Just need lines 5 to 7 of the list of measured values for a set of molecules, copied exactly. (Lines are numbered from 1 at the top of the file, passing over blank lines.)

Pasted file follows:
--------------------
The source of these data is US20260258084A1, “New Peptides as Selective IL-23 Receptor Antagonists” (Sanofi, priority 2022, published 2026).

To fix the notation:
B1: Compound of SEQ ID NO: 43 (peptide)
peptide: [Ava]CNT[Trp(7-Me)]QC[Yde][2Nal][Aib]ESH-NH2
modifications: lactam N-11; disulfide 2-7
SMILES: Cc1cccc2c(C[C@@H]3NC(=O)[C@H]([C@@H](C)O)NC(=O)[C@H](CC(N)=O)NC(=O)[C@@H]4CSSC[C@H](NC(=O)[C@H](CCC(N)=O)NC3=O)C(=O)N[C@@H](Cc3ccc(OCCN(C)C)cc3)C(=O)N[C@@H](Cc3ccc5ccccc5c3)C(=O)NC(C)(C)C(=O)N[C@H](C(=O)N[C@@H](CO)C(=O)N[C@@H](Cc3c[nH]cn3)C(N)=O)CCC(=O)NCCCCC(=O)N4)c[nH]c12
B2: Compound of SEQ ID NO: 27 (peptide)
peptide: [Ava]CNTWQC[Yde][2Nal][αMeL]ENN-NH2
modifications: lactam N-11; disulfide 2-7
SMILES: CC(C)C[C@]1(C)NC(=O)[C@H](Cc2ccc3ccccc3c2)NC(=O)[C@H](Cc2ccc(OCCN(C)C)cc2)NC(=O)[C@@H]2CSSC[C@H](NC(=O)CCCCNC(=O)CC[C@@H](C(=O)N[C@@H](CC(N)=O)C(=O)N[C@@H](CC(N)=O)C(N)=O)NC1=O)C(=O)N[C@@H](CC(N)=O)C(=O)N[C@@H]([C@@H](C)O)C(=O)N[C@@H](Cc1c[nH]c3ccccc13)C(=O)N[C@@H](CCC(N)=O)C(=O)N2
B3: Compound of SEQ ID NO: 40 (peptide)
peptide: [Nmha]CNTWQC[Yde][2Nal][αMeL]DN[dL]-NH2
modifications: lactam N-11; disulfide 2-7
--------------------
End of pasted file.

modifications: lactam N-11; disulfide 2-7
SMILES: Cc1cccc2c(C[C@@H]3NC(=O)[C@H]([C@@H](C)O)NC(=O)[C@H](CC(N)=O)NC(=O)[C@@H]4CSSC[C@H](NC(=O)[C@H](CCC(N)=O)NC3=O)C(=O)N[C@@H](Cc3ccc(OCCN(C)C)cc3)C(=O)N[C@@H](Cc3ccc5ccccc5c3)C(=O)NC(C)(C)C(=O)N[C@H](C(=O)N[C@@H](CO)C(=O)N[C@@H](Cc3c[nH]cn3)C(N)=O)CCC(=O)NCCCCC(=O)N4)c[nH]c12
B2: Compound of SEQ ID NO: 27 (peptide)